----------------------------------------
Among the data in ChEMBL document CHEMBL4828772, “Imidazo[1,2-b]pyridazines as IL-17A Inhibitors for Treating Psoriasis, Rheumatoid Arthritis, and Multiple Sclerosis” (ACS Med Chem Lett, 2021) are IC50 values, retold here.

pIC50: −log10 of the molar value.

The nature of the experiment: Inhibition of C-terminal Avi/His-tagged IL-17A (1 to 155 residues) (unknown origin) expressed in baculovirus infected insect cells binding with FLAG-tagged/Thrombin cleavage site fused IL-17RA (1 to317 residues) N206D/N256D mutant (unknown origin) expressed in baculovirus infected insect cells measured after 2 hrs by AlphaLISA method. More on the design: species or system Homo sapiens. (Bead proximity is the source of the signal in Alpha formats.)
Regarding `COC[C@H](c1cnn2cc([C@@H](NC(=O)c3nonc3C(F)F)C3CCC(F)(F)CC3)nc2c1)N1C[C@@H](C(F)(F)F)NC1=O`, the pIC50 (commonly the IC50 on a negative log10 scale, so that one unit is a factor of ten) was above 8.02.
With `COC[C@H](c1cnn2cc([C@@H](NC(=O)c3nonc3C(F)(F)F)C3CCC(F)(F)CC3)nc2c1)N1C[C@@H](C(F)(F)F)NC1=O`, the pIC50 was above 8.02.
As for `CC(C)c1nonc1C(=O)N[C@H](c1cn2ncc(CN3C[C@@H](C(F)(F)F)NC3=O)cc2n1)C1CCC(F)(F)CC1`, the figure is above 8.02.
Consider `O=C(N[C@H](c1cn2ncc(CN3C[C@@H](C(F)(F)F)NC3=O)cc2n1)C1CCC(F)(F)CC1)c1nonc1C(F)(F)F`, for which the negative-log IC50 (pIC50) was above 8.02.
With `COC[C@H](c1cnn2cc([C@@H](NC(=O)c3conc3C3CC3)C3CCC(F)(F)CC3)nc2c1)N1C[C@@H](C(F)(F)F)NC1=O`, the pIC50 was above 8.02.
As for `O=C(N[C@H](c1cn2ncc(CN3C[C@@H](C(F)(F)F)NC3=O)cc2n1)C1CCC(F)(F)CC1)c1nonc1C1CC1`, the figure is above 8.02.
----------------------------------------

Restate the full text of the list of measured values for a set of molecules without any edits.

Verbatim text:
Among the data in ChEMBL document CHEMBL4828772, “Imidazo[1,2-b]pyridazines as IL-17A Inhibitors for Treating Psoriasis, Rheumatoid Arthritis, and Multiple Sclerosis” (ACS Med Chem Lett, 2021) are IC50 values, retold here.

pIC50: −log10 of the molar value.

The nature of the experiment: Inhibition of C-terminal Avi/His-tagged IL-17A (1 to 155 residues) (unknown origin) expressed in baculovirus infected insect cells binding with FLAG-tagged/Thrombin cleavage site fused IL-17RA (1 to317 residues) N206D/N256D mutant (unknown origin) expressed in baculovirus infected insect cells measured after 2 hrs by AlphaLISA method. More on the design: species or system Homo sapiens. (Bead proximity is the source of the signal in Alpha formats.)
Regarding `COC[C@H](c1cnn2cc([C@@H](NC(=O)c3nonc3C(F)F)C3CCC(F)(F)CC3)nc2c1)N1C[C@@H](C(F)(F)F)NC1=O`, the pIC50 (commonly the IC50 on a negative log10 scale, so that one unit is a factor of ten) was above 8.02.
With `COC[C@H](c1cnn2cc([C@@H](NC(=O)c3nonc3C(F)(F)F)C3CCC(F)(F)CC3)nc2c1)N1C[C@@H](C(F)(F)F)NC1=O`, the pIC50 was above 8.02.
As for `CC(C)c1nonc1C(=O)N[C@H](c1cn2ncc(CN3C[C@@H](C(F)(F)F)NC3=O)cc2n1)C1CCC(F)(F)CC1`, the figure is above 8.02.
Consider `O=C(N[C@H](c1cn2ncc(CN3C[C@@H](C(F)(F)F)NC3=O)cc2n1)C1CCC(F)(F)CC1)c1nonc1C(F)(F)F`, for which the negative-log IC50 (pIC50) was above 8.02.
With `COC[C@H](c1cnn2cc([C@@H](NC(=O)c3conc3C3CC3)C3CCC(F)(F)CC3)nc2c1)N1C[C@@H](C(F)(F)F)NC1=O`, the pIC50 was above 8.02.
As for `O=C(N[C@H](c1cn2ncc(CN3C[C@@H](C(F)(F)F)NC3=O)cc2n1)C1CCC(F)(F)CC1)c1nonc1C1CC1`, the figure is above 8.02.